There are, of course, some developments that will be welcomed by war powers reformers. Lawmakers widely agree that any new authorization should have a “sunset” provision that would require Congress to reaffirm its support for U.S. operations abroad after a few years. (Acting Deputy Secretary of State Victoria Nuland said the administration opposes this measure, which in her telling would allow terrorists to simply wait Washington out.) A new AUMF would also likely exclude the Taliban, providing a legal bookend to 22 years of American involvement in Afghanistan.

But this shift falls far short of ending America’s so-called “forever wars.” When Meeks asked witnesses what the war on terror may look like in 2045, no one could offer a concrete response. Perhaps more importantly, no official seemed ready to countenance the idea that hostilities would finally be over.

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Indeed, witnesses and lawmakers gave little indication that the war on terror could ever truly end. They focused instead on a range of emerging “threats” to the United States, including the rise of terror groups in the Sahel, a sub-region of Africa stretching from Mauritania in the west to Sudan in the east.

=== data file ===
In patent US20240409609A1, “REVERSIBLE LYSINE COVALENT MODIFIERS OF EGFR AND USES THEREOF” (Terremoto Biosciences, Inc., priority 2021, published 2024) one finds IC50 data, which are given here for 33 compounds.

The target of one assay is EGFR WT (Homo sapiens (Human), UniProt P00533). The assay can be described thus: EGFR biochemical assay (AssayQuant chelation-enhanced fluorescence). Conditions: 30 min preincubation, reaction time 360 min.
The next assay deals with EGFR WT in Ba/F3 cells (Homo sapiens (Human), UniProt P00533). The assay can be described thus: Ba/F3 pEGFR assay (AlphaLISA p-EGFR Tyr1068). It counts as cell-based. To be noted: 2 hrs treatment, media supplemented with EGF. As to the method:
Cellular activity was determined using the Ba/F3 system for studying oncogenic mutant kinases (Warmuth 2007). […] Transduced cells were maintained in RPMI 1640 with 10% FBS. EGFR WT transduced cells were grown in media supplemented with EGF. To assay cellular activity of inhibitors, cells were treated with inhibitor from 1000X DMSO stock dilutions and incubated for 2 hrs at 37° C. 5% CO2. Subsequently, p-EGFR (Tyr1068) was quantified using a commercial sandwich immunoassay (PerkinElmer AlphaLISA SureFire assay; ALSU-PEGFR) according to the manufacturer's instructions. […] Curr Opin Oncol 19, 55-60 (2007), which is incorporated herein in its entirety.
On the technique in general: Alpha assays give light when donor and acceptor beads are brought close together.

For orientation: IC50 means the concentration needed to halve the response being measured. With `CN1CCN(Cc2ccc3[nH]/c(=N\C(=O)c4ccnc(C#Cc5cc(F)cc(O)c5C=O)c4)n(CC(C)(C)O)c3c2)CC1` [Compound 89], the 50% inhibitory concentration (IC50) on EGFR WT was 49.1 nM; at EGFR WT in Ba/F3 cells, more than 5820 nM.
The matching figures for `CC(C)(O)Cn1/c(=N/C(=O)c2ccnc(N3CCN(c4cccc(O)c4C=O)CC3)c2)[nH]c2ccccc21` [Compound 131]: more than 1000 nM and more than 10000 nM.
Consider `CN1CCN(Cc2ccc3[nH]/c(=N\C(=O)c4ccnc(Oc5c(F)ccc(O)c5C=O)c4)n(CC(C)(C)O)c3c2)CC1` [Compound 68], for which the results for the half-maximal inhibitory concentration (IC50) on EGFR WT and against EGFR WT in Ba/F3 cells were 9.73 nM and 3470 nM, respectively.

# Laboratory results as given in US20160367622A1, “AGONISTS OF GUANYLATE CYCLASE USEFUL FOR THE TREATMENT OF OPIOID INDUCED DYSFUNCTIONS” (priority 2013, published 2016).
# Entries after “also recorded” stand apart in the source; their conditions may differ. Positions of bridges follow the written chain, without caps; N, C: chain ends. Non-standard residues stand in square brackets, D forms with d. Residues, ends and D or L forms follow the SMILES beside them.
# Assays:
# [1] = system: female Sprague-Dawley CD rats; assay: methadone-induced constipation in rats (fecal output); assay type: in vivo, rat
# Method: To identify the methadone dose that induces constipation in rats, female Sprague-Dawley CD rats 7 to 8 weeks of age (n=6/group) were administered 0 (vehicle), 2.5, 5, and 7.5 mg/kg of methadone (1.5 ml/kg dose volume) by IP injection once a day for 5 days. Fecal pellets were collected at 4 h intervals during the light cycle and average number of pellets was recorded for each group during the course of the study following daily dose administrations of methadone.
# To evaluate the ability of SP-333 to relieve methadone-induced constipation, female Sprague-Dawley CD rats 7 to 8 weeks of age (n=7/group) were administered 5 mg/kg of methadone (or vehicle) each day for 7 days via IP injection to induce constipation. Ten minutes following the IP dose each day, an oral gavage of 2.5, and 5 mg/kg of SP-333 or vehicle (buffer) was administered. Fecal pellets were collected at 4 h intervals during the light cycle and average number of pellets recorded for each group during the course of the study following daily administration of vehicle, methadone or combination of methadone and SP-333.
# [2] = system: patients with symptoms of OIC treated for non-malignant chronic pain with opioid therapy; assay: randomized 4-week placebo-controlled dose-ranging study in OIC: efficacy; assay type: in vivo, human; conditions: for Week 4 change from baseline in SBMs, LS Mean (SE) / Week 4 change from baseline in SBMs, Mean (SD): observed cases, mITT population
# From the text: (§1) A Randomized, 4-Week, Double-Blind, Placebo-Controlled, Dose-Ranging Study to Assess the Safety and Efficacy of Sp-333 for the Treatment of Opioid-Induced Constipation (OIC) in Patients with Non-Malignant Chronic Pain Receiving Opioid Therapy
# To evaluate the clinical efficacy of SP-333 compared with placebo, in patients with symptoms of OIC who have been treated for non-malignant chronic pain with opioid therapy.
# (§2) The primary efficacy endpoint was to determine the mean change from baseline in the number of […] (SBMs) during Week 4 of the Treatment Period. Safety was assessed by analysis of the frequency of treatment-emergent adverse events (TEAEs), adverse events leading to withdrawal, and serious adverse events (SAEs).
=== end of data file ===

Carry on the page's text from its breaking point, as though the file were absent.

One may hope that lawmakers would discuss whether U.S. military operations helped create the conditions for these new threats to emerge, as a range of experts and journalists have argued. But such a discussion was absent from the conversation, leaving little chance that these views will be taken into account when lawmakers hammer out the text of any new AUMF.

In a telling moment, Meeks recalled that memorable day in September 2001 when Congress passed the AUMF. The long-time lawmaker joined all but one of his colleagues in voting in favor of the resolution, hurriedly kicking off a new paradigm in which “war” and “peace” became relative terms.

“Though I carry the burden of that vote, not for one second do I regret it,” Meeks said. “We needed to send a message. We needed to take action and prevent future terrorist attacks by those who orchestrated 9/11, and we did.”

The world has undergone a number of major changes in the past two decades. But in Congress, it’s still 2001.

Connor Echols is a reporter for Responsible Statecraft. He was previously an associate editor at the Nonzero Foundation, where he co-wrote a weekly foreign policy newsletter. Echols received his bachelor’s degree from Northwestern University, where he studied journalism and Middle East and North African Studies.

About The Quincy Institute for Responsible Statecraft: 

The practical and moral failures of U.S. efforts to unilaterally shape the destiny of other nations by force requires a fundamental rethinking of U.S. foreign policy assumptions. So does the emergence of a multi-polar world in the 21st century where economic power is more evenly shared across nations. Yet the influence of the “military industrial complex” that President Eisenhower warned of has led to a situation where the foreign policy debate within Washington is intentionally constrained and fails to incorporate the diversity of views needed for that rethinking.